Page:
10.94.        Furthermore, the sample design of the OES survey is intended to produce estimates at the State and industry levels, not to provide estimates for the unusual subsample of multinational firms examined in the microdata-linking study. The OES survey collects information from a sample of establish­ments rotating in 3-year panels, with sample probabili­ties that vary by establishment size. The probability that a larger establishment will be included in the OES sample over the course of three years is greater than the probability that a small establishment will be included. That difference could affect the distribution of occupations and wages in the subsample of establishments that are matched with mul­tinational firms. Consequently, the sample and non-sample variance of those estimates may be large. 

10.95.         Future research could be based on other infor­mation collected by BEA, such as the magnitude and scope of FDI, the amount of intrafirm trade, the destination countries for FDI, the enterprises’ degree of “global engage­ment” and their trade in services.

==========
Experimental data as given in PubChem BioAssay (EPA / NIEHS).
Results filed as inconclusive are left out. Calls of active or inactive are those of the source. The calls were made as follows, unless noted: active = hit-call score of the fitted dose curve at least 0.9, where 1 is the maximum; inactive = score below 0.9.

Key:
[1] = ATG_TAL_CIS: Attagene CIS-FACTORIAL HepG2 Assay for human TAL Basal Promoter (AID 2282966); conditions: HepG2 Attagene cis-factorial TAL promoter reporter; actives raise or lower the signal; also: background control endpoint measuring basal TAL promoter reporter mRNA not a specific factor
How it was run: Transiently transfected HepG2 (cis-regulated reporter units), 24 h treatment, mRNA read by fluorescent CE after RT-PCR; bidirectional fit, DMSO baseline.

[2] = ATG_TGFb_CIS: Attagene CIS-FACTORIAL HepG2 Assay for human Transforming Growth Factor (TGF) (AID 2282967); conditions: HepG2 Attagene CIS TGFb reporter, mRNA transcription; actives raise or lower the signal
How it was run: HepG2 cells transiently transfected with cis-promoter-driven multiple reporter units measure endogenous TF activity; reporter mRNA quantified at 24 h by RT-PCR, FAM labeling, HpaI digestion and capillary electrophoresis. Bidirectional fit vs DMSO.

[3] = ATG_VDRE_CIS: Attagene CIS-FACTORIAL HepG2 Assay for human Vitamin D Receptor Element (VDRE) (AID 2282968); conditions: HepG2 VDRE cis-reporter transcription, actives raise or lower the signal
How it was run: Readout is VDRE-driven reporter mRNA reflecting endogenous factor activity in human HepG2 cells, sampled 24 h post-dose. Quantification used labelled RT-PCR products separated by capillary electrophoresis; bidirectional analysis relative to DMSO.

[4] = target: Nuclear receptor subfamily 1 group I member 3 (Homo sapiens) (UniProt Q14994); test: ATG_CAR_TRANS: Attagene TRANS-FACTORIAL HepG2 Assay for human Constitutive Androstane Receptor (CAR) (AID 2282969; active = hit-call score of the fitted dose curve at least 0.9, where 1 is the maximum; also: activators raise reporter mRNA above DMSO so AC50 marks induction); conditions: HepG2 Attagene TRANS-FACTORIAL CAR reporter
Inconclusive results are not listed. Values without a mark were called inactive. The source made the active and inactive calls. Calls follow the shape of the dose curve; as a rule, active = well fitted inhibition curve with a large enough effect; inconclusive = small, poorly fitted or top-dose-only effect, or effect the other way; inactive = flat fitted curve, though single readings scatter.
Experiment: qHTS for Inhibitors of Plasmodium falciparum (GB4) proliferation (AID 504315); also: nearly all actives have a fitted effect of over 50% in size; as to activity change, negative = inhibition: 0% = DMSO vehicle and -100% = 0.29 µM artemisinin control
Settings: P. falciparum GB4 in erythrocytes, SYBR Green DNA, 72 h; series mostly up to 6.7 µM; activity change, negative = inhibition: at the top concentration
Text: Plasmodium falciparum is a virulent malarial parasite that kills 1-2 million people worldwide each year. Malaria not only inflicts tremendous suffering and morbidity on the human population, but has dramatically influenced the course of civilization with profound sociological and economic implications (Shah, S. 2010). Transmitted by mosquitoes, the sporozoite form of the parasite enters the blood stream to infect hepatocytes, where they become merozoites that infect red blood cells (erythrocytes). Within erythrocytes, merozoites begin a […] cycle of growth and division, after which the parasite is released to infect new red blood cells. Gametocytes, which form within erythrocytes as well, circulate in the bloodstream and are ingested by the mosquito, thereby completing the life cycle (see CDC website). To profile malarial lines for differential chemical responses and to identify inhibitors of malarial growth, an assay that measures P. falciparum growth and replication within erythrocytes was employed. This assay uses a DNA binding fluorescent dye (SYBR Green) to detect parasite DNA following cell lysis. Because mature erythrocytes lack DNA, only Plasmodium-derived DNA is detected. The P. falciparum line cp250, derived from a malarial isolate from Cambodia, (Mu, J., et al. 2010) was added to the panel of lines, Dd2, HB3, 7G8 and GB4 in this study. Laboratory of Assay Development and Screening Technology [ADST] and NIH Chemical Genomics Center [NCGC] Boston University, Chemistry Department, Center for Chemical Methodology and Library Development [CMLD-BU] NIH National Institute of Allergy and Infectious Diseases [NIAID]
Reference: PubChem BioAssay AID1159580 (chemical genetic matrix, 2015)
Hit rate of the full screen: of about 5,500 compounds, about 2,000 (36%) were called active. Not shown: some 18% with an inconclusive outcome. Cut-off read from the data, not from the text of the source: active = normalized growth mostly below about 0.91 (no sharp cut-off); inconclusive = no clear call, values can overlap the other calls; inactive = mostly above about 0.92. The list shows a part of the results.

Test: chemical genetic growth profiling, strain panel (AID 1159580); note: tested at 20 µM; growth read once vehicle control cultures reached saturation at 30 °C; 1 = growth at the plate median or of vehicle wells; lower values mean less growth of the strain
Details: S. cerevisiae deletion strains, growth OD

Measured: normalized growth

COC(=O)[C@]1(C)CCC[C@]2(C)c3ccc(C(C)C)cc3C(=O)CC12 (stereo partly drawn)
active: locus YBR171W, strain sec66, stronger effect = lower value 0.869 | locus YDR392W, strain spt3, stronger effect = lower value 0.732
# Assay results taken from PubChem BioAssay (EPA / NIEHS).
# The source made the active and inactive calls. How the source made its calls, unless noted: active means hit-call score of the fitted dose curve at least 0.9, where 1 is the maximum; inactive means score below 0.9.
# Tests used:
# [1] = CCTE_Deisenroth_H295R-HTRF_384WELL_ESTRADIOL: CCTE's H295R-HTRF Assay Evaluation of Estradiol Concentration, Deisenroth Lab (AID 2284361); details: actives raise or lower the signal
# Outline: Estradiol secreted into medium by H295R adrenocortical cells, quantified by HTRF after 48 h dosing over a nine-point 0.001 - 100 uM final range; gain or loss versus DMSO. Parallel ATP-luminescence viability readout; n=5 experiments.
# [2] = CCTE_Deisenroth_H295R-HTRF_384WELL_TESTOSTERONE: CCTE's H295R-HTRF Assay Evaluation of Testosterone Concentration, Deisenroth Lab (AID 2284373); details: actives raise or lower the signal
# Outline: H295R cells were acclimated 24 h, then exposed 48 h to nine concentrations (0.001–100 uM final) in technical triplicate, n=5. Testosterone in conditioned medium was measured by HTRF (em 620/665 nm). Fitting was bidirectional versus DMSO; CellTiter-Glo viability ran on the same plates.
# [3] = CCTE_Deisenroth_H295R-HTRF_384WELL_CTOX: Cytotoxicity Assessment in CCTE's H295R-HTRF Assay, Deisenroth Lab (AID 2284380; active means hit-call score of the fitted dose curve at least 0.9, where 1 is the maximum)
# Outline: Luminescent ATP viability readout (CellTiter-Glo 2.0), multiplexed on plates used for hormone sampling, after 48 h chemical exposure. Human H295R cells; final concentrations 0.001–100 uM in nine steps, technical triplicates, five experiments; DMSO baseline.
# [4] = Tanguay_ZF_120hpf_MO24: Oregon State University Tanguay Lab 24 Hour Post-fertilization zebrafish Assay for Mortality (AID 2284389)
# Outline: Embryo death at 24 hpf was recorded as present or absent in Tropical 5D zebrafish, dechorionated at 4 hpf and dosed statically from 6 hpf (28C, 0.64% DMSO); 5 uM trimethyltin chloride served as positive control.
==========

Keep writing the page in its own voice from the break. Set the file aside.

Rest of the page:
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[1] Elizabeth Weber Handwerker, Mina M. Kim and Lowell Mason, “Domestic employment in U.S.-based multinational companies,” Monthly Labor Review, October 2011. Available from

[2] The Internal Revenue Service assigns the Employer Identification Number (EIN), or Federal Tax Identification Number, to identify a business entity. Most large companies with many establishments report more than one EIN to the Bureau of Labor Statistics Quarterly Cen­sus of Employment and Wages. The one or two EINs that companies report to the Bureau of Economic Analysis in the Benchmark Survey of U.S. Direct Investment Abroad generally match only a fraction of those large companies’ es­tablishments.